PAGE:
The discussion about first order and second order observations may bring up the question – is it possible to have a third order observation? Heinz von Foerster pointed out that there is no need for a third order observation. He noted that a reflection of a reflection is still a reflection. Hans-Georg Moeller explains this further:

While second-order observation arrives at more complex notions of reality or being, it still only observes—it is a second-order observation, because it observes as a first-order observation another first-order observation. It is, so to speak, the result of two simultaneous first-order observations. A third-order observation cannot transcend this pattern—for it is still the first-order observation of a first-order observation of a first-order observation… No higher-order observation—not even a third-order observation—can observe more “essentially” than a lower-order observation. A third-order observation is still an observation of an observation and thus nothing more than a second-order observation. There is no Platonic climb towards higher and higher realities—no observation brings us closer to the single light of truth.

I will finish with some wise words from Dirk Baecker:

Draw a distinction.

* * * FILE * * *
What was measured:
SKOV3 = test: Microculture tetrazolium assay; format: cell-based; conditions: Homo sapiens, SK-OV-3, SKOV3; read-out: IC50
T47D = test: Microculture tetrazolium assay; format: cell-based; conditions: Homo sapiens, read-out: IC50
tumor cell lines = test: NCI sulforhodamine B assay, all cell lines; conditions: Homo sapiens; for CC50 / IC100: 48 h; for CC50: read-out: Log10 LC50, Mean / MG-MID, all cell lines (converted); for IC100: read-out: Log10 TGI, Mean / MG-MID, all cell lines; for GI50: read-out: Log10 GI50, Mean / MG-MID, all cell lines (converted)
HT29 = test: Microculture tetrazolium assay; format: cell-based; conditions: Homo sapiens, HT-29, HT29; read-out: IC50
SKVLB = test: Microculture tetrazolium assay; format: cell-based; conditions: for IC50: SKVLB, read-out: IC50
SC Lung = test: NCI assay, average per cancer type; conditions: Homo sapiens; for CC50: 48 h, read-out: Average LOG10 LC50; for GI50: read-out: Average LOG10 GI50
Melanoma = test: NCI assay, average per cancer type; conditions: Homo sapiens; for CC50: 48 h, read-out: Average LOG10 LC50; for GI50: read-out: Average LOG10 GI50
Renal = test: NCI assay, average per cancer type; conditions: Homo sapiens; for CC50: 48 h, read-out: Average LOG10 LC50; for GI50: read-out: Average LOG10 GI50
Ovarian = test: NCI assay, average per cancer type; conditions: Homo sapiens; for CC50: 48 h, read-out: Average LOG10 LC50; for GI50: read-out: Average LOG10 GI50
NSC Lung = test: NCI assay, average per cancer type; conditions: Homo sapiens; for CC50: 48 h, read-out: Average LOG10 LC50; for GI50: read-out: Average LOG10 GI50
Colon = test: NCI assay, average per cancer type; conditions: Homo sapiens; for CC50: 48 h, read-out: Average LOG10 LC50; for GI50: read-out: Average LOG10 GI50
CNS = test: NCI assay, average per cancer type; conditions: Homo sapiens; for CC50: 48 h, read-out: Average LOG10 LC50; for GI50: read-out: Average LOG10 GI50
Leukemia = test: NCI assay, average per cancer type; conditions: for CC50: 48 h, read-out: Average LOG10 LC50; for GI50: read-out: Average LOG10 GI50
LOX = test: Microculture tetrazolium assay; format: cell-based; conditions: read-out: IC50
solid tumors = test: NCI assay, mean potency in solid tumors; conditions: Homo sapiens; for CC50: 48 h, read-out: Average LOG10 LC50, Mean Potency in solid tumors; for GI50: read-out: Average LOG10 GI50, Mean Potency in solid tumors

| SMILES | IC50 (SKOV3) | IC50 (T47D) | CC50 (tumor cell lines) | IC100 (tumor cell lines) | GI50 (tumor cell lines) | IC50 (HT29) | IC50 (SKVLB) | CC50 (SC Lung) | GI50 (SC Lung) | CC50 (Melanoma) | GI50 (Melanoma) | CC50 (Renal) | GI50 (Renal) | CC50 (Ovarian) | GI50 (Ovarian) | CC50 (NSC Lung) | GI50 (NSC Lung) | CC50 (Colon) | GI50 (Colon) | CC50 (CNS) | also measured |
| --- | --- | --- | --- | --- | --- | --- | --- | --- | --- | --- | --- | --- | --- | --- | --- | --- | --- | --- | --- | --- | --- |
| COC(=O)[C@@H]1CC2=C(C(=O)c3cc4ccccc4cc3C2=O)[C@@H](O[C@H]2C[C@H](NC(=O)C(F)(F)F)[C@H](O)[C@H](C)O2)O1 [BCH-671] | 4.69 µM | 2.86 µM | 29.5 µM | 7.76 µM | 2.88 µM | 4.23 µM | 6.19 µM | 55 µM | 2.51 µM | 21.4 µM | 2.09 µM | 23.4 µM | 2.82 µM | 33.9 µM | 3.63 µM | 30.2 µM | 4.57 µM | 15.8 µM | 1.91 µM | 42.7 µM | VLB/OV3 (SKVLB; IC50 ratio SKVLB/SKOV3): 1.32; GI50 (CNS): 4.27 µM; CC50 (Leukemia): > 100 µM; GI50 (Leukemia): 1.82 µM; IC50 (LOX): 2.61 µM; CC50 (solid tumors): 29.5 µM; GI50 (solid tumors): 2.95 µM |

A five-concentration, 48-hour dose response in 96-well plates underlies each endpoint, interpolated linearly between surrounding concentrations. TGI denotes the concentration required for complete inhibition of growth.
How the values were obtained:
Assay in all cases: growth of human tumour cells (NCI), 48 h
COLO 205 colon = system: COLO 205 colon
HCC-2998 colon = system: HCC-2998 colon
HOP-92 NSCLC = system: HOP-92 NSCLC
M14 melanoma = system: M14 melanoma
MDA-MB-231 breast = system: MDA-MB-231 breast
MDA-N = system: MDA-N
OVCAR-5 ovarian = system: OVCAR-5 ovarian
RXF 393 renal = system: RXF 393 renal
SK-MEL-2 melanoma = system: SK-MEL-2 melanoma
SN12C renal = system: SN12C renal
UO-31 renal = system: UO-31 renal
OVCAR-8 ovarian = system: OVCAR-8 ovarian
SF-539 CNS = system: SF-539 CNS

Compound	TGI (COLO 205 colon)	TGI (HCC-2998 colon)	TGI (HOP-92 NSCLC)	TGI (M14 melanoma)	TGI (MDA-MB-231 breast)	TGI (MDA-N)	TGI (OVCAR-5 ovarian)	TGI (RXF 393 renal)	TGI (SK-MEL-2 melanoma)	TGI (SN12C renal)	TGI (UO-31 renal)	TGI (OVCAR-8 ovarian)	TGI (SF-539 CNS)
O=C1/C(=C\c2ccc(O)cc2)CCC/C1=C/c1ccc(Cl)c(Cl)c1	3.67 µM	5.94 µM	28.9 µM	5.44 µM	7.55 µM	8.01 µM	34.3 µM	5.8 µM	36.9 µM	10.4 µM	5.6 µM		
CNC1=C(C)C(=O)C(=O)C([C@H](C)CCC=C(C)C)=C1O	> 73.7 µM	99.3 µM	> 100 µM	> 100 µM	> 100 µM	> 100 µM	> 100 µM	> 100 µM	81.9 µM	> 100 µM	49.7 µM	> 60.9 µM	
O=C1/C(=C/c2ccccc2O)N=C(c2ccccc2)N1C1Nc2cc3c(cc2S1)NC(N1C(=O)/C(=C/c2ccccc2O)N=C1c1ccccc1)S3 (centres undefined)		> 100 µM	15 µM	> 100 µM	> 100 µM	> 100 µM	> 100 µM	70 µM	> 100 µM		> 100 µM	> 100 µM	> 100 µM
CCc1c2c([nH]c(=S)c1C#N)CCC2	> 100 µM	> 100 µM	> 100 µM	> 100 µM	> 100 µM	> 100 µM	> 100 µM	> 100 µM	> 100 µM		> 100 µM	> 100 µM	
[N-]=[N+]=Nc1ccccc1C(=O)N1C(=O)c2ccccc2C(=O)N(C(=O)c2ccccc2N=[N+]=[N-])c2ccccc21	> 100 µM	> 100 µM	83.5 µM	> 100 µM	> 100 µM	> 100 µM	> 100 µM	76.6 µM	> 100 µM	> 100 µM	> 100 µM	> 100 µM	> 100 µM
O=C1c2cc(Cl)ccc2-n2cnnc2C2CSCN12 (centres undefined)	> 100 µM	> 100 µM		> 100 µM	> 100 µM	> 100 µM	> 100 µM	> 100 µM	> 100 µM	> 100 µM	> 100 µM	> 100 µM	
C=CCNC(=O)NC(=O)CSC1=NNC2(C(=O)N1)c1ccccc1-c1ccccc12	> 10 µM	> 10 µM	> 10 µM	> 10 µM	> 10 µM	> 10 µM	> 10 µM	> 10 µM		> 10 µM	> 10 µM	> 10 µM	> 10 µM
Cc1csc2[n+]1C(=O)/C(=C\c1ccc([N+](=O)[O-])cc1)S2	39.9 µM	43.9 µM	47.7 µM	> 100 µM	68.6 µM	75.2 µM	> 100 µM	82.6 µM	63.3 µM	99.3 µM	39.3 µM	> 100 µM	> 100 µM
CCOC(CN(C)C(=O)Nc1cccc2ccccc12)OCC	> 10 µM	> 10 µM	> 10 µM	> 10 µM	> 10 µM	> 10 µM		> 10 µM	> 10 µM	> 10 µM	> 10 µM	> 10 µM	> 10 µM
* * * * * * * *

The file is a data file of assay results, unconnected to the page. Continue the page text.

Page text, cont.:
Watch its form.

Work its unrest.

Know your ignorance.

Please maintain social distance and wear masks. Please take vaccination, if able. Stay safe and Always keep on learning… In case you missed it, my last post was The Cybernetics of Magic and the Magic of Cybernetics:

4 thoughts on “The Case of the Distinguished Observer:

  1. Well stated, high marks.

    A distinction is a fact, and I like to point out that a fact is being made. Words used are not the facts being made. We’re using words about words, and these – like a map is not the territory – are not the facts. We act as if this (words being facts) is the case. I’ll be back.

    Liked by 1 person

  2. And therein lies the fundamental problem of why realists disagree with interpretivists and vice versa. They are different orders of things, both right in themselves, but in relation to each other, at crossed purposes